We have shown that the U.S. 11th Circuit Court of Appeals ruled unlawfully on multiple grounds in the Don Siegelman/Richard Scrushy case. And we have posited that such judicial butchery almost had to have been done intentionally.
So we are left with this question: Why did the 11th Circuit cheat Siegelman and Scrushy?
Our best guess? Montgomery, Alabama, could be described as the "base camp" for Republican corruption during the George W. Bush administration--and going back even further, at least to the mid 1990s. An honest ruling by the 11th Circuit would have focused attention on trial judge Mark Fuller, U.S. Attorney Leura Canary, and their home base of Montgomery. The 11th Circuit, which is dominated by Republican appointees, clearly did not want that.
What we have, in our estimation, is an attempted judicial coverup. And it seems unlikely that the 11th Circuit acted in a vacuum. The court's bogus ruling probably was the result of significant external interference, meaning our federal courts are more poisoned and politicized than many of us can imagine.
An honest ruling by the appellate court would have shown that Fuller and federal prosecutors in the Siegelman/Scrushy case are corrupt political hacks. And it's possible that might have gotten the attention of a Justice Department that now is controlled by a Democratic administration. Granted, the Obama DOJ has shown no sign, so far, of having a spine. But in theory, an honest ruling from the 11th Circuit would have spelled out the myriad ways Fuller acted corruptly--possibly prompting investigators to look into some very dark corners of Montgomery, Alabama.
What might a serious investigation turn up in Alabama's capital city? Let's consider a few storylines that have strong connections to Montgomery:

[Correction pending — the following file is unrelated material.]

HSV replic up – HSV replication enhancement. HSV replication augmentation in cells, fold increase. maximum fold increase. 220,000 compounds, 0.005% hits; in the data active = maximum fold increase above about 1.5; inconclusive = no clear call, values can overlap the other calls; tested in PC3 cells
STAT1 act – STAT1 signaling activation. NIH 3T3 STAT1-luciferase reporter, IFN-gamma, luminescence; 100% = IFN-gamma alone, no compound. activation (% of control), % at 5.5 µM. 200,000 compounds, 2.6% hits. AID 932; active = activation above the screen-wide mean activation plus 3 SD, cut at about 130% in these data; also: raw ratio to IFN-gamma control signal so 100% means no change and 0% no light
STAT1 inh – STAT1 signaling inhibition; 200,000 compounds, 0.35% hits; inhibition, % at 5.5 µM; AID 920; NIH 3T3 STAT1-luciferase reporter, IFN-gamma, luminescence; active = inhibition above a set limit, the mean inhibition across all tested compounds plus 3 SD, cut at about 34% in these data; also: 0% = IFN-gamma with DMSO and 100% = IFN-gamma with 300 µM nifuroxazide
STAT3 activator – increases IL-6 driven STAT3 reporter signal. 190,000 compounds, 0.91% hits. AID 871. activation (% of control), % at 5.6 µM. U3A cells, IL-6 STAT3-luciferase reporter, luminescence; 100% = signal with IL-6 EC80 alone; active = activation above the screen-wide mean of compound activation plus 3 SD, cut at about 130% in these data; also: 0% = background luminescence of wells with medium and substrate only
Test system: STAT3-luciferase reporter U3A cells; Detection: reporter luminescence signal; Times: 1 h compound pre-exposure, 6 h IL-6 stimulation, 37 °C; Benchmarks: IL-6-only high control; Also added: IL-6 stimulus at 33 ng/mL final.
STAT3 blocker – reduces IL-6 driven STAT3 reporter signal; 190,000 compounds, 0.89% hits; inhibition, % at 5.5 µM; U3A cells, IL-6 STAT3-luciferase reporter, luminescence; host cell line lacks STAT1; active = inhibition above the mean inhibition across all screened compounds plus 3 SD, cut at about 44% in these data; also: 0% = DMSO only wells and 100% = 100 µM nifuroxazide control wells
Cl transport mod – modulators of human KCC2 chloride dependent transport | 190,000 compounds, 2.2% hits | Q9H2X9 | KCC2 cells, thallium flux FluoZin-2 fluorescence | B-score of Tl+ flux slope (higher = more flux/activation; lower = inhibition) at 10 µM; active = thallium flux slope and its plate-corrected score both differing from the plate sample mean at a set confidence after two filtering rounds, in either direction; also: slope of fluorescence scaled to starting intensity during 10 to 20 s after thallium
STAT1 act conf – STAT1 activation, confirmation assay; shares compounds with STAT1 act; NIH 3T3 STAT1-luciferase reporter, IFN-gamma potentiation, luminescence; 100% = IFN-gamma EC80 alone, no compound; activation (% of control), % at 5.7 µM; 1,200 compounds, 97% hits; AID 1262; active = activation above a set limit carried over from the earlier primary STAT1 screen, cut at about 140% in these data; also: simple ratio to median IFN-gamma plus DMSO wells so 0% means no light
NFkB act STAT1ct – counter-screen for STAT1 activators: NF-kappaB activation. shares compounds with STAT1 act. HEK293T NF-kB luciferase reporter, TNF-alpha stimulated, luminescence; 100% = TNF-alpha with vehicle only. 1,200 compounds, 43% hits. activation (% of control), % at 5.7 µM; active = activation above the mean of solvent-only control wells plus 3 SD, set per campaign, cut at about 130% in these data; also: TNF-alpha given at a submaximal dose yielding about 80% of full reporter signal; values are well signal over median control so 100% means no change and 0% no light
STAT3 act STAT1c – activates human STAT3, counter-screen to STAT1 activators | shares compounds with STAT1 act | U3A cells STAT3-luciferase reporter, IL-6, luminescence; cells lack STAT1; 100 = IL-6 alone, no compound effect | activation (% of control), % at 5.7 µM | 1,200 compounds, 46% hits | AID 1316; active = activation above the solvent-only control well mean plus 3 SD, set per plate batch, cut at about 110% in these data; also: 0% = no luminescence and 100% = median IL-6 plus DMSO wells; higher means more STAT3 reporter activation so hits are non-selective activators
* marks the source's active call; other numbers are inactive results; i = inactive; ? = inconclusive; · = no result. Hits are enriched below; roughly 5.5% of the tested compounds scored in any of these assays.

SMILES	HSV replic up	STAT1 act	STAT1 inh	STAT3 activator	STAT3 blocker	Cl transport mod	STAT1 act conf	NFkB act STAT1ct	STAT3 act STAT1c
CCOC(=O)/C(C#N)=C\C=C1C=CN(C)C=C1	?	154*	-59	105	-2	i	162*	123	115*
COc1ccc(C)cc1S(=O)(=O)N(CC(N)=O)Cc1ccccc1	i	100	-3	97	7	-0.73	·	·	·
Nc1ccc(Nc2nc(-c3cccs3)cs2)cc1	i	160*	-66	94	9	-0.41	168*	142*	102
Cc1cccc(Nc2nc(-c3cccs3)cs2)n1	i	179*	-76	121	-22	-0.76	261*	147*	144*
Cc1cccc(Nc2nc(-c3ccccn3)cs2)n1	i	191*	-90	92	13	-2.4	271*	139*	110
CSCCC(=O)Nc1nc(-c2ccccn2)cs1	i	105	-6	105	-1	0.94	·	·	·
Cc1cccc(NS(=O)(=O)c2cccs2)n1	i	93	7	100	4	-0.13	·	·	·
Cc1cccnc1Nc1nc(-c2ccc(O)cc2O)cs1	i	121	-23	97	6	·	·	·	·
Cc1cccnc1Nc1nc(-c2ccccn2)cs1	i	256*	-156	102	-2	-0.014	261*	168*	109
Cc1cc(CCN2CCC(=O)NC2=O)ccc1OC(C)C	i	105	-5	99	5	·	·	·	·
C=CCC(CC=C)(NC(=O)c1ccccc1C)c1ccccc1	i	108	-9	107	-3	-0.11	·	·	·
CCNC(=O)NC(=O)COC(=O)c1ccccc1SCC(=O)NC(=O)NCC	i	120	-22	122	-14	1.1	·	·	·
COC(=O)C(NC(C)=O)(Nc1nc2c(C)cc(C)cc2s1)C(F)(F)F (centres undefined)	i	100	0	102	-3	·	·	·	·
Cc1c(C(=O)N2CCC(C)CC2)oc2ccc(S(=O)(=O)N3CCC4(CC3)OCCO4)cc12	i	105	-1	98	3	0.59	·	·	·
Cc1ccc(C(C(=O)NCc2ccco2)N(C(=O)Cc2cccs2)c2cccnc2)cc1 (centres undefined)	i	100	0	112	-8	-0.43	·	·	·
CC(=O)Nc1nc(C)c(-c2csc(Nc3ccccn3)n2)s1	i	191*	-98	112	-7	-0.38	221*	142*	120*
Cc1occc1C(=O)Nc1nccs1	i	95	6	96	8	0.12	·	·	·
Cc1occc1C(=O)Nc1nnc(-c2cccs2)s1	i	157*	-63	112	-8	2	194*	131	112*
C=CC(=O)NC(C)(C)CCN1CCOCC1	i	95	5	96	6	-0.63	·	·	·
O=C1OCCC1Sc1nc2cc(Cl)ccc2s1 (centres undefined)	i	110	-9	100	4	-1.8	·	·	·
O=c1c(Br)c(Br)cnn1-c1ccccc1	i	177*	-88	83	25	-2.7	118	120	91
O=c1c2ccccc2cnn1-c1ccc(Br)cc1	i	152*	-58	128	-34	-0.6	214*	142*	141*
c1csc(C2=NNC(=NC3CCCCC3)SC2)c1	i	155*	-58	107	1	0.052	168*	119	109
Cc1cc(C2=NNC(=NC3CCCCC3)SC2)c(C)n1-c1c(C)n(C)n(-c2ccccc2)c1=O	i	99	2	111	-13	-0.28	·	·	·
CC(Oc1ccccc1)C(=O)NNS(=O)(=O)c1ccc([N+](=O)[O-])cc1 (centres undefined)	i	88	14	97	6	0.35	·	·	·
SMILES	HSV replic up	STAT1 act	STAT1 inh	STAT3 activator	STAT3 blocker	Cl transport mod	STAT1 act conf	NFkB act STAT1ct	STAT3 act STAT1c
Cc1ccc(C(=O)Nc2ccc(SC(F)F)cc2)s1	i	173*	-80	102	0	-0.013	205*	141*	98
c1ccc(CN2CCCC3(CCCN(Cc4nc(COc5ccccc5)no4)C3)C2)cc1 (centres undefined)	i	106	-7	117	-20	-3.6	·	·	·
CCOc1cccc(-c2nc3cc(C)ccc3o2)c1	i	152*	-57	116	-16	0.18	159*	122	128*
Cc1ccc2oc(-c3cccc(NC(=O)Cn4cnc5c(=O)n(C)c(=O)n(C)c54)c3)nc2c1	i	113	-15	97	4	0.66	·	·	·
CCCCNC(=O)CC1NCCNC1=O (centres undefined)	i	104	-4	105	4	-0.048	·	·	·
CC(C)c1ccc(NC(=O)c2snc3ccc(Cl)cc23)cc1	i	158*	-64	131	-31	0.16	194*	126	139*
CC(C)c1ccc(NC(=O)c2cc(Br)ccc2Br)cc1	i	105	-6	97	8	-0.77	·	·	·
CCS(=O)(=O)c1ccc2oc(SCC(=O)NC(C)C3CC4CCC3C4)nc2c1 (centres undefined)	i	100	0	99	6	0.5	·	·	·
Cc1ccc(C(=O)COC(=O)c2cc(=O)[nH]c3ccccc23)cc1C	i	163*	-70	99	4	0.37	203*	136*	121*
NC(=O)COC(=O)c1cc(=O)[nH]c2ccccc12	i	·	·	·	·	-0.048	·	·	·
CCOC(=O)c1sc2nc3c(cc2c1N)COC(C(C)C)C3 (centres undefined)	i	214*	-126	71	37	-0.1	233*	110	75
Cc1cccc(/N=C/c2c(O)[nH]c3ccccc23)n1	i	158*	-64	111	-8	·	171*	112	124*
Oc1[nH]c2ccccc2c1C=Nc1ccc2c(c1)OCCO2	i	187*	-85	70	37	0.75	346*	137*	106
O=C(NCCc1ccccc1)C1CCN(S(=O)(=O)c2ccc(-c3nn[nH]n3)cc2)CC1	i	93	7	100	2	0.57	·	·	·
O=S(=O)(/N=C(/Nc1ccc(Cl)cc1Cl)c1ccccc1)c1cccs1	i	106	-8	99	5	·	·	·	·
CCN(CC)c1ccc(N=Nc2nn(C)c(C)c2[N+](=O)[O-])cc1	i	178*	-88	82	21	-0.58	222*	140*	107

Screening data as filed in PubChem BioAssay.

* In the mid 1990s, Republican political consultant Karl Rove initiates a campaign to take over Alabama state judgeships. Rove's success, fueled with dollars from pro-business groups such as the U.S. Chamber of Commerce, leads to similar efforts in other states. Rove's compadre in this initiative is Bill Canary. And Canary's home base is . . . Montgomery, AL.
* Republican Bob Riley wins the 2002 governor's race with the help of votes for Democrat Don Siegelman that mysteriously disappear overnight. It later is disclosed that Riley's campaign is aided by millions of Indian gaming dollars that are laundered through disgraced GOP consultant Jack Abramoff. Riley's home base for the past eight years or so? Montgomery, AL.
* Attorney/journalist Andrew Kreig reports that Fuller's company, Doss Aviation of Colorado Springs, Colorado, was awarded $300 million in federal contracts from the time Fuller began presiding over the Siegelman case in 2005. Scott Horton, of Harper's, reports that a 2002 filing shows Fuller is president of Doss Aviation, and his address is listed at the federal courthouse in . . . Montgomery, AL.
* Attorney and whistleblower Jill Simpson reveals that she was told U.S. Senator Richard Shelby (R-AL) owned and controlled Doss Aviation out of the Federal Courthouse in Montgomery. Doss mail was forwarded to Shelby's Senate office, but it originally was sent to . . . Montgomery, AL.
* Time magazine reports that lobbyist and landfill developer Lanny Young, a key witness in the Siegelman case, makes allegations of money laundering and bribery against U.S. Senator Jeff Sessions (R-AL) and former Alabama Attorney General William Pryor (who now just happens to serve on the U.S. 11th Circuit Court of Appeals). These allegations, which are largely ignored by the Bush Justice Department, appear to have their genesis in . . . Montgomery, AL.
* Let's not forget George W. Bush's extensive connections to a certain central Alabama city. While in the National Guard, Bush reportedly drilled at Maxwell Air Force Base in late 1972 and early 1973. He also worked on the U.S. Senate campaign of Winton Blount, a family friend.
We probably are only scratching the surface here. The mind spins with what might be revealed from a serious investigation of actions in Montgomery over the past 10 to 15 years.
Did the 11th Circuit know this when it cheated Siegelman and Scrushy? The answer is almost certainly is yes.
Was the appellate ruling designed to keep a lid on the boiling vat of GOP sleaze that has been brewing in Montgomery for a long time?
Sure looks that way from here.